A 15-year-old boy, an innocent bystander, is dead in the latest in a series of gang shootings that have put entire cities on edge — and left police looking ineffective, always a step behind.
This isn’t a headline from Chicago, Sao Paulo or Johannesburg. This is Metro Vancouver.
That 15-year-old boy was from Coquitlam.
He was travelling in the relative safety of his parents’ car on Saturday night, as his family made its way down Broadway Avenue, one of Vancouver’s busiest streets.
They were on their way home when shots rang out near Ontario Street.
A family friend says the boy was hit in his heart, ribs, lungs and kidneys, and spent the last 48 hours of his short life hooked up to machines in the hospital.
WATCH: Teen bystander not expected to survive shooting
A 23-year-old drug trafficker who exchanged gunfire with an unknown gunman is dead as well.
The dead man had a record for trafficking and a lifetime firearms ban. Evidently he paid no attention it.
Everyone from B.C. Premier John Horgan to Vancouver Mayor Gregor Robertson to Police Chief Adam Palmer expressed sadness, shock and grief.
The chief described the shootings as reckless and reprehensible, and has vowed to do whatever it takes to seek justice for the grieving Coquitlam family’s son.
All three called the tragedy unacceptable. Yet, apparently, it is.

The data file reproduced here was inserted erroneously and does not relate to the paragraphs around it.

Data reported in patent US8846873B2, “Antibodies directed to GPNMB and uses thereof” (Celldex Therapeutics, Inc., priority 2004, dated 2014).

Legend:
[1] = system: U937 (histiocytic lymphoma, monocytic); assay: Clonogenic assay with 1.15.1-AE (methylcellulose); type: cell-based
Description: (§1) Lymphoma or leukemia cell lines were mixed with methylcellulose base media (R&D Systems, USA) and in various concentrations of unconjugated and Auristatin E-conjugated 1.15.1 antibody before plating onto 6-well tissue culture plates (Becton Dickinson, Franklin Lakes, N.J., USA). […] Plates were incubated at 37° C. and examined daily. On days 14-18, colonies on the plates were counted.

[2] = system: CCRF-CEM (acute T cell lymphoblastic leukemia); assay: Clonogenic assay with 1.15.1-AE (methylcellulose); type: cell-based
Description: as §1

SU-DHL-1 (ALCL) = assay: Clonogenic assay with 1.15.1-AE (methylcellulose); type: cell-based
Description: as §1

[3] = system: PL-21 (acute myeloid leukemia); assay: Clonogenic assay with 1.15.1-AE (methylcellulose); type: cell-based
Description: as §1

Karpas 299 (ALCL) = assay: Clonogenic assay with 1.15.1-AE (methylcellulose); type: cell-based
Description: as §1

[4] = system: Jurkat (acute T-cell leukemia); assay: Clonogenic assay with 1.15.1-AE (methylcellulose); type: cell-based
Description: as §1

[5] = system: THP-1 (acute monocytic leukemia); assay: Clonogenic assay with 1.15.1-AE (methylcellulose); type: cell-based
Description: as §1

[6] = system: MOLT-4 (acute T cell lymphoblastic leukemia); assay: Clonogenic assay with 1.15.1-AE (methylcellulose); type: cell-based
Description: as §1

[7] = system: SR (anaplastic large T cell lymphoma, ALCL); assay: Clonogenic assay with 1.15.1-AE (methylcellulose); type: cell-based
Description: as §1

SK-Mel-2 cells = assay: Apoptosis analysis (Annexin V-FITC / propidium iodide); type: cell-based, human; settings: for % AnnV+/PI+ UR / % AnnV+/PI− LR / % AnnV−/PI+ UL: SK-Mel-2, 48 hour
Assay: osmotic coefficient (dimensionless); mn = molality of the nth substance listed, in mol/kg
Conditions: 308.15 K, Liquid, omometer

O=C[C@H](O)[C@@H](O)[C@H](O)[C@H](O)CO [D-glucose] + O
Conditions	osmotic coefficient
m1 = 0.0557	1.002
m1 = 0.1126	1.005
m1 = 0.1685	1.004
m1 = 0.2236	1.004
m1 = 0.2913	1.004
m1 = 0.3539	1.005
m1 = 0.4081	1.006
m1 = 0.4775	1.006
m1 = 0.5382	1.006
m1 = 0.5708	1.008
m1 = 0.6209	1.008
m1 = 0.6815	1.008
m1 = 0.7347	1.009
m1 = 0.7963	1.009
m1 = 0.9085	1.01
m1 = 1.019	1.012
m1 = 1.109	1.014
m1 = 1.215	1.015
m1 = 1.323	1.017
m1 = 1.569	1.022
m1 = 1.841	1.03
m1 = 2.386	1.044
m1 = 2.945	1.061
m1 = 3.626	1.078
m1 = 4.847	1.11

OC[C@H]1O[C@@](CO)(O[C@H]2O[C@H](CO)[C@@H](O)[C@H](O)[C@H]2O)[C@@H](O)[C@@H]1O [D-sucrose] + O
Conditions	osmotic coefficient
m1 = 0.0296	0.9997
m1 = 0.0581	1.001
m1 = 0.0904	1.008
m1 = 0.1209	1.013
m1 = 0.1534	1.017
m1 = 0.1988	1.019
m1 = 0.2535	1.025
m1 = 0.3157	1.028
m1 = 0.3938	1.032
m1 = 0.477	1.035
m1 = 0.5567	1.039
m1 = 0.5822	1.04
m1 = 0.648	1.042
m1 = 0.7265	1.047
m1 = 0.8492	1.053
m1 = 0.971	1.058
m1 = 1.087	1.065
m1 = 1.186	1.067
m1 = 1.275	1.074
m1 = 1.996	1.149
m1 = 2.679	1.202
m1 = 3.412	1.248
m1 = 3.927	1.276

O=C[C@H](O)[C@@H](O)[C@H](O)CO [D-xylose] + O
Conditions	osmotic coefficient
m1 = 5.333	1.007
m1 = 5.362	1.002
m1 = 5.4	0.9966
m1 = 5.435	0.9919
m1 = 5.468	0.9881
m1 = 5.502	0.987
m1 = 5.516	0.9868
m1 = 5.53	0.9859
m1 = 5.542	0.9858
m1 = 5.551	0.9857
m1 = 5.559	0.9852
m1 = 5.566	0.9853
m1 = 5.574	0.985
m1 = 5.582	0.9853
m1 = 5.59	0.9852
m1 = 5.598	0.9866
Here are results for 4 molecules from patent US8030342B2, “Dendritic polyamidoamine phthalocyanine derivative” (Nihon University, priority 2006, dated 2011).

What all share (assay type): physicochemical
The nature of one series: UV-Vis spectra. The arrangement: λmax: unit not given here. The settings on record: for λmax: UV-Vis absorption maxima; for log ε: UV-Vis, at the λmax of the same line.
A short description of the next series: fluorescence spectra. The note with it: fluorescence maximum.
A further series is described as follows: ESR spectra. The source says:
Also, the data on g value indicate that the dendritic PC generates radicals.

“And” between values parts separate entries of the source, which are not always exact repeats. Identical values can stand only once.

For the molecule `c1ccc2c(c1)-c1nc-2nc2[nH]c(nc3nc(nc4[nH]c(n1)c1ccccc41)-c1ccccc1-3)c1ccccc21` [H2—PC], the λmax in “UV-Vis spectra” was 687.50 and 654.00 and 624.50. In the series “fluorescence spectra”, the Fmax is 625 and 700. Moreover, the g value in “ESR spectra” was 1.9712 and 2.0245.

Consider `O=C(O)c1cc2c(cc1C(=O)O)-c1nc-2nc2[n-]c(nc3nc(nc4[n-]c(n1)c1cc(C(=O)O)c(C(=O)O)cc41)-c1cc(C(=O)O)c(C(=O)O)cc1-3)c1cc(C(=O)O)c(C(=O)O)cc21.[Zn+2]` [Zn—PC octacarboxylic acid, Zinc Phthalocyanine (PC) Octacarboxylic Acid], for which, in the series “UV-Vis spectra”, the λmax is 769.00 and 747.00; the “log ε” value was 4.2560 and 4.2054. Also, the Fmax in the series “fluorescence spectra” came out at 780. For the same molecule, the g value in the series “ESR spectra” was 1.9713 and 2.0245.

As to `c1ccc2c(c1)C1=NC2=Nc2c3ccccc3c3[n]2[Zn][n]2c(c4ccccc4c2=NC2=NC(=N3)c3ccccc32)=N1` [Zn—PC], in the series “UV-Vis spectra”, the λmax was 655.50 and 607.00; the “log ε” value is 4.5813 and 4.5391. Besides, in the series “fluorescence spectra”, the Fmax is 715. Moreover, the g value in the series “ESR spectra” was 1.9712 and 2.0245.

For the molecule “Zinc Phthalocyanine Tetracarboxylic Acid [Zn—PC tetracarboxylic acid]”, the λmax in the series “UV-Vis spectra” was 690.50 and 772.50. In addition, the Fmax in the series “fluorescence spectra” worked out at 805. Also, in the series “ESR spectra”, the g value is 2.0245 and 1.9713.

WATCH: Charges stayed against notorious gangster Jamie Bacon
Some argue that as long as the drug dealers are shooting each other, who cares? They’re taking care of the problem.
Explain that to the family of this 15-year-old boy, or to the mother of Chris Mohan or the family of Ed Schllenberg who were innocent victims of the “Surrey Six” killings.
Or the 64-year-old woman who was hit by a bullet as she was driving through the Newton area of Surrey last July.
How is justice served by the Crown staying all charges against Jamie Bacon in the Surrey Six case? How can we be sure our legal and police system won’t screw up this investigation as badly as they did the Bacon case?
The people who have the power to make justice happen are always full of words and comforting phrases meant to soothe and placate the public. But when are those same officials going to take the actions necessary to turn those words into tangible reality?
The public and innocent bystanders demand it.